How to express shock in English

It is sometimes difficult to say how you feel in unexpected situations, such as natural disasters, especially when you feel sad. Here’s a list of some common expressions to help you express shock and disbelief.


I was shocked to hear…
The news came as a complete shock.
We’re all in complete shock.
Everyone’s reeling from the shock of…
It happened out of the blue.
Who could have predicted it?
I (just) can’t get over ….
We were completely taken aback by…
I was just stunned by…


I just can’t believe…
It’s unbelievable.
I / You just can’t imagine…
Words can’t describe… (how I feel about / the terrible devastation etc)
There’s no way it could have happened.

Saying how bad something is

It’s so awful.
It’s terrible / What terrible news.
It’s a tragedy.
It’s a catastrophe (pronounced “ca – tas – tra – fee” with the stress on “-tas”)
This is the worst thing that could have happened.

The after effects

Here are some words and phrases that we often use to talk about the immediate or long-term effects of a natural disaster or other sad event.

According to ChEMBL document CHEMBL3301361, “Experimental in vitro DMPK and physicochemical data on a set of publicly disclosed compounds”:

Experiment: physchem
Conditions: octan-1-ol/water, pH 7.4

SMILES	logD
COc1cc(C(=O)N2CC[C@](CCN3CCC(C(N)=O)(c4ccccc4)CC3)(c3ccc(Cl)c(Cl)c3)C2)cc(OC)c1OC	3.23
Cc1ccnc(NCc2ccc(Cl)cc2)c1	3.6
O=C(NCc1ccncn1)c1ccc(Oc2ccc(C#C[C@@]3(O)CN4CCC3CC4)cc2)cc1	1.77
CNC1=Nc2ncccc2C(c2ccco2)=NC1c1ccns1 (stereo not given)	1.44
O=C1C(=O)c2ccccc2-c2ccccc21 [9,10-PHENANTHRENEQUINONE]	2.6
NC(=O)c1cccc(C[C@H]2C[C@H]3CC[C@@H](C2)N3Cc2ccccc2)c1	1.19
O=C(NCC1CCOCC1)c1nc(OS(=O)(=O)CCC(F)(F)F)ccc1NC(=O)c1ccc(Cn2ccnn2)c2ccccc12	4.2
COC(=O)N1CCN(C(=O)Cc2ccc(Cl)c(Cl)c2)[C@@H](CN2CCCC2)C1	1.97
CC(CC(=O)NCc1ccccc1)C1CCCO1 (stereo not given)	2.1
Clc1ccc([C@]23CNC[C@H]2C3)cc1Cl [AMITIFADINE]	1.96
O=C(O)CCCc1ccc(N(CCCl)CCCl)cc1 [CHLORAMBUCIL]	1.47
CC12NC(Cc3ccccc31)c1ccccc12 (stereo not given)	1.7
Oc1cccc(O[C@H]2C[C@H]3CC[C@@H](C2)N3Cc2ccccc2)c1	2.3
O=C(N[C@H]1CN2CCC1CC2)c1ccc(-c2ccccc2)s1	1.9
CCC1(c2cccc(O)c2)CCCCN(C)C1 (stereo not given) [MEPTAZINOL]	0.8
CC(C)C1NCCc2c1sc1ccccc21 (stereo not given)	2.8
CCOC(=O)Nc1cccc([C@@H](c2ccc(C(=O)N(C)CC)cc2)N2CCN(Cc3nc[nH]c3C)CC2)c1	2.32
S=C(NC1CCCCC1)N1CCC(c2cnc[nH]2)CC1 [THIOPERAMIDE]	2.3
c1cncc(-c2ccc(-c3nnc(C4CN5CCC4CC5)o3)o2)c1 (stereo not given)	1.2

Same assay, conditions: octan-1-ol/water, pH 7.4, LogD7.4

to come to terms with = to accept: “It will take us a few months to come to terms with what’s happened.”

to assess the damage = to find out the extent of the damage: “Surveyors are assessing the damage done to buildings.”

to provide emergency relief / emergency assistance: “International organisations are providing emergency relief.”

to give moral support = to sympathise with the victims: “We can only give them our moral support.”

to learn the lessons = to learn from something: “We hope the government will learn the lessons from the earthquake and spend more money on research.”

to be better prepared: “Monitoring will help us be better prepared in the future.”

See also Talking about the news in English for more useful phrases for commenting on news stories.

Speak English Fluently!

Hi! I’m Clare, an English teacher and the founder of this site.

I can help you speak English more easily! Start here for English fluency:
The Fast Phrase Finder – The world’s FIRST spreadsheet of fluency phrases. Get your first 10 English fluency phrases here!